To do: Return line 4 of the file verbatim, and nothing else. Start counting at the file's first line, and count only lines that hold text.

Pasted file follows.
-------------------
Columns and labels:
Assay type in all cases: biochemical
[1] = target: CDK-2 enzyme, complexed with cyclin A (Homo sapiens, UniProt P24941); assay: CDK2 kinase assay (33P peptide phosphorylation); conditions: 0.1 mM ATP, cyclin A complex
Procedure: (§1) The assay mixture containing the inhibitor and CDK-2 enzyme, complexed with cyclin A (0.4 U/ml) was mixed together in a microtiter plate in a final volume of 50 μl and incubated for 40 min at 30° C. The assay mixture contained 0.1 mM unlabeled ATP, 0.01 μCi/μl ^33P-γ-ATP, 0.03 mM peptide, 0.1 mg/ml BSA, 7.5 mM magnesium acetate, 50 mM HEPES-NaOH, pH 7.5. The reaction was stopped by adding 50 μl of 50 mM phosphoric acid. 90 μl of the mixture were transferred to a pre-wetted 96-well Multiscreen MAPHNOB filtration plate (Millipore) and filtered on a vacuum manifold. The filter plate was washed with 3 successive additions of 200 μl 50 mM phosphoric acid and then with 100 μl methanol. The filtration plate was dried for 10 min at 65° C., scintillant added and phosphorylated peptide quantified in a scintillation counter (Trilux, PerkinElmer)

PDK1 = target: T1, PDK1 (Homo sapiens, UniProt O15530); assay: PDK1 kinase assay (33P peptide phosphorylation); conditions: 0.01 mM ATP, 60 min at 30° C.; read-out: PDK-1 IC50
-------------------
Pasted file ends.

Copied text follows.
Procedure: (§1) The assay mixture containing the inhibitor and CDK-2 enzyme, complexed with cyclin A (0.4 U/ml) was mixed together in a microtiter plate in a final volume of 50 μl and incubated for 40 min at 30° C. The assay mixture contained 0.1 mM unlabeled ATP, 0.01 μCi/μl ^33P-γ-ATP, 0.03 mM peptide, 0.1 mg/ml BSA, 7.5 mM magnesium acetate, 50 mM HEPES-NaOH, pH 7.5. The reaction was stopped by adding 50 μl of 50 mM phosphoric acid. 90 μl of the mixture were transferred to a pre-wetted 96-well Multiscreen MAPHNOB filtration plate (Millipore) and filtered on a vacuum manifold. The filter plate was washed with 3 successive additions of 200 μl 50 mM phosphoric acid and then with 100 μl methanol. The filtration plate was dried for 10 min at 65° C., scintillant added and phosphorylated peptide quantified in a scintillation counter (Trilux, PerkinElmer)